Articles | Volume 6, issue 6
Nat. Hazards Earth Syst. Sci., 6, 1025–1033, 2006
https://doi.org/10.5194/nhess-6-1025-2006

Special issue: Mediterranean Storms (Plinius 2004)

Nat. Hazards Earth Syst. Sci., 6, 1025–1033, 2006
https://doi.org/10.5194/nhess-6-1025-2006

  12 Dec 2006

12 Dec 2006

Infiltration, seepage and slope instability mechanisms during the 20–21 November 2000 rainstorm in Tuscany, central Italy

V. Tofani1, S. Dapporto2, P. Vannocci1, and N. Casagli1 V. Tofani et al.
  • 1Earth Sciences Department, University of Florence, Italy
  • 2Regione Toscana, Sistema Regionale di Protezione Civile, Italy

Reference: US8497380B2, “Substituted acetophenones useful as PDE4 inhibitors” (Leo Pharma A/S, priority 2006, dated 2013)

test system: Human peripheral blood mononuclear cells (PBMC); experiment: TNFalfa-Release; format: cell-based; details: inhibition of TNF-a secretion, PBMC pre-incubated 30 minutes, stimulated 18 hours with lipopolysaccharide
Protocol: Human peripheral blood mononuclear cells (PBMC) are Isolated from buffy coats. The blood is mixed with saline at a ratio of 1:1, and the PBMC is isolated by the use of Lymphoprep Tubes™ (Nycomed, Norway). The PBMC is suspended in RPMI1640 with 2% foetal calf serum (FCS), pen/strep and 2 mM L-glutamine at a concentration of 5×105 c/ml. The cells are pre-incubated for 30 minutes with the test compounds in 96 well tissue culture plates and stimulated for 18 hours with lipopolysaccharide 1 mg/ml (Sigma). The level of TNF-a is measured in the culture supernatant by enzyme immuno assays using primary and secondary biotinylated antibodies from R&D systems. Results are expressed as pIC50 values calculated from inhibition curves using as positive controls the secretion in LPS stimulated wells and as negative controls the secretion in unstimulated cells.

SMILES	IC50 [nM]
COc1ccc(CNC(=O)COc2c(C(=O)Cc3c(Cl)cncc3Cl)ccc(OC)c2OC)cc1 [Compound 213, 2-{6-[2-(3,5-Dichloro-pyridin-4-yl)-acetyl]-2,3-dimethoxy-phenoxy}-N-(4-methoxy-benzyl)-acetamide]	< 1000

Abstract. On 20–21 November 2000, a storm of high intensity, with a estimated return period of more than 100 years, triggered over 50 landslides within the province of Pistoia in Tuscany (Italy). These failures can be defined as complex earth slides- earth flows. One of the documented landslides has been investigated by modelling the ground water infiltration process, the positive and negative pore water pressure variations and the effects of these variations on slope stability during the rainfall event. Morphometric and geotechnical analyses were carried out through a series of in-situ and laboratory tests, the results of which were used as input for the modelling process. The surface infiltration rate was initially simulated using the rainfall recorded at the nearest raingauge station. Finite element seepage analysis for transient conditions were then employed to model the changes in pore water pressure during the storm event, using the computed infiltration rate as the ground surface boundary condition. Finally, the limit equilibrium slope stability method was applied to calculate the variations in the factor of safety during the event and thereby determine the critical time of instability. For the investigated site the trend of the factor of safety indicates that the critical time for failure occurs about 18 h after the storm commences, and highlights the key role played by the soil permeability and thickness in controlling the response in terms of slope instability.

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